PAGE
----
Airbus made the headlines just over a year ago when it revealed a rather striking design for future aircraft. Its concept featured an eye-catching ‘blended wing’ fuselage, in which features such as the passenger cabin are integrated into a single, large ‘flying wing.’ But how has it developed the idea since then, and what are its next steps?
Airbus named the concept ‘MAVERIC.’ Image: Airbus
An eye-catching launch
Airbus first revealed this striking design in February 2020, at the Singapore Air Show, under the name ‘MAVERIC.’ This stands for Model Aircraft for Validation and Experimentation of Robust Innovative Controls. Airbus didn’t just unveil the concept, but also a scale-model demonstrator aircraft, which it had first flown the previous year.
The demonstrator plane measured just two meters long, and 3.2 meters wide. Overall, its overall wing surface area was just 2.25 square meters. Despite this, Airbus was confident that, if it can suitably scale up such technology, this innovative fuselage design may yet prove to be a game-changing, industry-disrupting concept. It added that the design:
“… has the potential to reduce fuel consumption by up to 20% compared to current single-aisle aircraft. The ‘blended wing body’ configuration also opens up new possibilities for propulsion systems type and integration, as well as a versatile cabin for a totally new on-board passenger experience.”
Switch to hydrogen power
When airlines and manufacturers consider the future, environmental factors often play a significant role in decision-making. As such, the 20% emissions reduction promised by Airbus’s blended wing design surely won it many admirers. However, later in the year, it revealed a new take on the design with an even better reduction.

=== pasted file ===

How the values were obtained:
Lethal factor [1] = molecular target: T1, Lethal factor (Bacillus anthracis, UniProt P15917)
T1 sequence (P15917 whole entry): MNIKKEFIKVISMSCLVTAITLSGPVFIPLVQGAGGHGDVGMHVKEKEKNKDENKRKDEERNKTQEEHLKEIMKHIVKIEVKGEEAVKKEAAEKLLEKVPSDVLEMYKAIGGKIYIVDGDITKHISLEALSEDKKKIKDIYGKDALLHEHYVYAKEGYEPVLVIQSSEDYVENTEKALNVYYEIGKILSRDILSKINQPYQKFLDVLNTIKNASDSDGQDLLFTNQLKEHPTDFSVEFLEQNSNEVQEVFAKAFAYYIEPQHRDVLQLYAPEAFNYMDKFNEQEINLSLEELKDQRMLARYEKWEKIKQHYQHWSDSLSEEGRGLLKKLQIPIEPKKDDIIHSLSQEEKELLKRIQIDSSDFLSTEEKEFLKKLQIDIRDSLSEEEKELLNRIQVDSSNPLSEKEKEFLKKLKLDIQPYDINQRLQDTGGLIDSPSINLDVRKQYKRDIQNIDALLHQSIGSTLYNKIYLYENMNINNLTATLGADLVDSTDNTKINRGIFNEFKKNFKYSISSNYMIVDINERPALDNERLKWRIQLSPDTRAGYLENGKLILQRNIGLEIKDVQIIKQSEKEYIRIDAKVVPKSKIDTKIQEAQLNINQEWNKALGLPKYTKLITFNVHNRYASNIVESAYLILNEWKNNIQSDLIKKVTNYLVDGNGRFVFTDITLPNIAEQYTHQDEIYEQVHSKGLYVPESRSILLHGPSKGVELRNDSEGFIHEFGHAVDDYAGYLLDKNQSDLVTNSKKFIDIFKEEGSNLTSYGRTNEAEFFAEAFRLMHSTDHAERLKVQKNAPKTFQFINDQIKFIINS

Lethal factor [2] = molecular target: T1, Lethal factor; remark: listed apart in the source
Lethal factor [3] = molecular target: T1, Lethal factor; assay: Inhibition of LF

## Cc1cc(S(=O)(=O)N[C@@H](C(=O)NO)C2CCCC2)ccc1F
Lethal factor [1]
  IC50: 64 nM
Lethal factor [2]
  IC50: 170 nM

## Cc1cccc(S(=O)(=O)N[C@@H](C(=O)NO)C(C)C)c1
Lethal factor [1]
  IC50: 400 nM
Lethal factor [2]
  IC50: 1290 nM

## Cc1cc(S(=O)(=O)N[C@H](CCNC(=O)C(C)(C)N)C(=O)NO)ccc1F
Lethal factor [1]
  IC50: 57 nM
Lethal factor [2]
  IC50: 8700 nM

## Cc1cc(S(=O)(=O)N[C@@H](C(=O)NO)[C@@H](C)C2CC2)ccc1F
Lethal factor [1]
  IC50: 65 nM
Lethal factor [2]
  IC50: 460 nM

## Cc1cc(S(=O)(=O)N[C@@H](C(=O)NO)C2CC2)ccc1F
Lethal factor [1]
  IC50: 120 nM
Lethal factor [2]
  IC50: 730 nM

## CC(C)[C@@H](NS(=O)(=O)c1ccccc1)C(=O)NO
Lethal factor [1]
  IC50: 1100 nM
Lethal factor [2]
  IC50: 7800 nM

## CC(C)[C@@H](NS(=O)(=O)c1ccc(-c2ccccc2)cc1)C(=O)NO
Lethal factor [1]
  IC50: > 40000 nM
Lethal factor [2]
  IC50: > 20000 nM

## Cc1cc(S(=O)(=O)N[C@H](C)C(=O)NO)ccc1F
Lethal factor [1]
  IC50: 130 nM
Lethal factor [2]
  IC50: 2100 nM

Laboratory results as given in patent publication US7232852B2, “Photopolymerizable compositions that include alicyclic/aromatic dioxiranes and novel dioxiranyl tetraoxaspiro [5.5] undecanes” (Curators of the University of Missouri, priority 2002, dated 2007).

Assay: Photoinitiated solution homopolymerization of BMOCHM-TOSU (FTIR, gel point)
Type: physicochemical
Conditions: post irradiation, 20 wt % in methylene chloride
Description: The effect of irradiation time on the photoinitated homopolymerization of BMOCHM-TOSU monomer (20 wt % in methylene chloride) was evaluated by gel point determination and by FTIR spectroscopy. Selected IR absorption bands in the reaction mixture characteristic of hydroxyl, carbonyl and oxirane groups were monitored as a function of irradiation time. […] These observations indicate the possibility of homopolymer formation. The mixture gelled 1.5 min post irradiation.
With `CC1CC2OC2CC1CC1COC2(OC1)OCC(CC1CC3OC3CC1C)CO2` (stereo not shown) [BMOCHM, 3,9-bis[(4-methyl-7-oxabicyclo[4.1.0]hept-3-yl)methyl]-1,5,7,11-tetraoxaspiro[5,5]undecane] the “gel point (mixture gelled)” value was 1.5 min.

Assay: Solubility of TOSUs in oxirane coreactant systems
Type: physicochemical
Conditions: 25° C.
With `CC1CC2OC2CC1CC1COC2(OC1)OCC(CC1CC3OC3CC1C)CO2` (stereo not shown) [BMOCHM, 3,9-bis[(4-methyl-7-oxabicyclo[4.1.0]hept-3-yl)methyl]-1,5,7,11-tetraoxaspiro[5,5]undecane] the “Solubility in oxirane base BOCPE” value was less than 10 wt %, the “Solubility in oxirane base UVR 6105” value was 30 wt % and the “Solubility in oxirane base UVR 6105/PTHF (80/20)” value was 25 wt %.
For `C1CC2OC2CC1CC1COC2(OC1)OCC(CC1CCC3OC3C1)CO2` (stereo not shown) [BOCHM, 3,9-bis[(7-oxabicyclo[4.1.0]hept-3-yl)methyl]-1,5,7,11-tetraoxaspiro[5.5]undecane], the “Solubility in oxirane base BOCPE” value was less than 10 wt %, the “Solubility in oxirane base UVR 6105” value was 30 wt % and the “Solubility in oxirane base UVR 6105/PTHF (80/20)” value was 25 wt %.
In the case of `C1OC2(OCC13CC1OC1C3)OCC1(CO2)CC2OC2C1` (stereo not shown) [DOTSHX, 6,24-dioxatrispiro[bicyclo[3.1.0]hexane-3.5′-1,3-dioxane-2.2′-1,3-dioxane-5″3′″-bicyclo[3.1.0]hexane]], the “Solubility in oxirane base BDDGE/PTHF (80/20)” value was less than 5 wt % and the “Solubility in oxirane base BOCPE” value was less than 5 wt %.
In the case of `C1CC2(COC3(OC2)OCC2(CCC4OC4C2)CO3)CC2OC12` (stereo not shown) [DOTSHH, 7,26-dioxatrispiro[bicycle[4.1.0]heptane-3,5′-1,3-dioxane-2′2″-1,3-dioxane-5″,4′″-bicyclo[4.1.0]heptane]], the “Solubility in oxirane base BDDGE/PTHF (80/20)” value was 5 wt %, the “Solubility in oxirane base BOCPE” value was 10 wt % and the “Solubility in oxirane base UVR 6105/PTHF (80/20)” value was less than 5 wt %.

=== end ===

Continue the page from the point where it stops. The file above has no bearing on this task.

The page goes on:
Coinciding with Zero Emissions Day 2020, September 21st saw Airbus unveil a portfolio of three proposed hydrogen-powered aircraft. Known as the ZEROe range, these emission-free designs would offer a 100% reduction, and they included a blended wing concept. This had the highest capacity of the three proposed aircraft, seating around 200 passengers.
Airbus stated that this design would have a similar range to its turbofan-powered ZEROe concept – approximately 3,700 km (2,000 NM). In terms of how operators would use the space within the “exceptionally wide” blended fuselage, it added that the design “opens up multiple options for hydrogen storage and distribution, and for cabin layout.”
So, what will the next steps be for Airbus on its blended wing adventure? In terms of its ZEROe range as a whole, it is strongly committed to this concept, and is one of many companies working towards a more sustainable future for aviation. However, could the unorthodox nature of the blended wing design hinder its introduction compared to the ZEROe range’s other, more conventionally-shaped aircraft?
This may be the case, but, then again, is it really that new? Flying wing designs are already a proven entity in military circles, thanks to designs such as the Northrop Grumman B-2 bomber. As such, with a demonstrator model already in action, Airbus may only need to find a way of scaling this technology up for it to be a success. Blended fuselage aircraft certainly have the potential to markedly alter sustainable aviation as we know it.
What do you make of Airbus’s blended wing fuselage concept? Do you believe such designs will become the norm in the future of commercial aviation? Let us know your thoughts and predictions in the comments.
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